What's happening with Louisiana's schools, colleges, universities, and ongoing education reform.

The Common Core State Standards have become a political hot potato. In some cases, a punching bag. (Pick your cliche.) But the fact remains that, in 43 states and the District of Columbia, the standards are being used — and big changes in what we expect of young students mean many teachers are also having to rethink what and how they teach.

In Vergara v. California, lawyers for the plaintiffs argued that the state's teacher tenure system hurts poor, minority students because they are more likely to end up with "grossly ineffective" teachers. The case focused on three areas: tenure, cumbersome dismissal policies and seniority-based layoffs. Los Angeles Superior Court Judge Rolf M. Treu ruled that several relevant state laws violated students' right to an education as spelled out in California's Constitution. Teachers unions have appealed.

The University of Arkansas today released what it calls a "first ever" study exploring the relationship between charter school funding and student achievement.

Many people are intensely interested in how publicly funded charter schools affect children, and that includes not just their academic achievement but their health.

Researchers from UCLA and the Rand Corp. wanted to know whether attending a high-performing charter school reduced the rates of risky health behaviors among low-income minority teenagers.

Disclosure: The Bill and Melinda Gates Foundation is a financial supporter of NPR’s education reporting.

The Bill and Melinda Gates Foundation is perhaps best known for funding global health programs, but in the U.S., it has focused largely on education.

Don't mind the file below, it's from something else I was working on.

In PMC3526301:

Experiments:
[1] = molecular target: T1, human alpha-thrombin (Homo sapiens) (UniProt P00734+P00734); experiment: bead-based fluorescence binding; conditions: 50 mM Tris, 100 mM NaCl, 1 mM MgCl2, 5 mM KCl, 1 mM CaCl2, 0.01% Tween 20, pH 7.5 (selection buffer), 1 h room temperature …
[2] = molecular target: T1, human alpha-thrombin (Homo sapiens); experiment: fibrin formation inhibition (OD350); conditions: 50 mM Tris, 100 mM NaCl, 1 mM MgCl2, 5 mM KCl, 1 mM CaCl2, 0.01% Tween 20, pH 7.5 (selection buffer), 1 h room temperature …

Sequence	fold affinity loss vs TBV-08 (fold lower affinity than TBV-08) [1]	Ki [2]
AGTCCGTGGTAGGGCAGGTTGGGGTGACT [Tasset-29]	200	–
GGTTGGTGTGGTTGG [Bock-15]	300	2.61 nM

Tuition and fees at most community colleges are pretty reasonable these days, about $3,500 a year. Which is why the vast majority of community college students don't take out loans to cover their costs. But, according to the Institute for College Access and Success, a non-profit advocacy group based in California, nearly a million community college students who do need help paying for school don't have access to federal student loans.

A federal appellate court in Texas has ruled that the state's flagship university can continue to use race as a factor in admissions.

"To deny UT Austin its limited use of race in its search for holistic diversity would hobble the richness of the educational experience," Judge Patrick Higginbotham wrote for a split panel of the 5th U.S. Circuit Court of Appeals.

Catholic schools across the U.S. are requiring teachers to sign morality clauses, which have gotten some educators fired for marrying same-sex partners. It's seen as a pushback among local church dioceses against changing state laws. As Sandhya Dirks of KALW reports, some parents are protesting the new requirements with threats to pull their students out of school.

A new study holds up a mirror to America's parents. A researcher at Harvard surveyed 10,000 middle and high school students in 33 different schools around the nation about what they thought their folks cared about most: that they achieve at a high level, that they are happy (defined as "feeling good most of the time"), or that they care for others. Almost 80 percent of youth picked high achievement or happiness as their top choice, while about 20 percent selected caring for others.

Teaching 4-Year-Olds To Feel Better

Jul 14, 2014

You're 4 years old, building a block tower. Another kid runs up and knocks it down. What do you do? A) Tell her that's against the rules. B) Go tell a teacher. C) Hit her. D) Start to cry. E) What did you say again?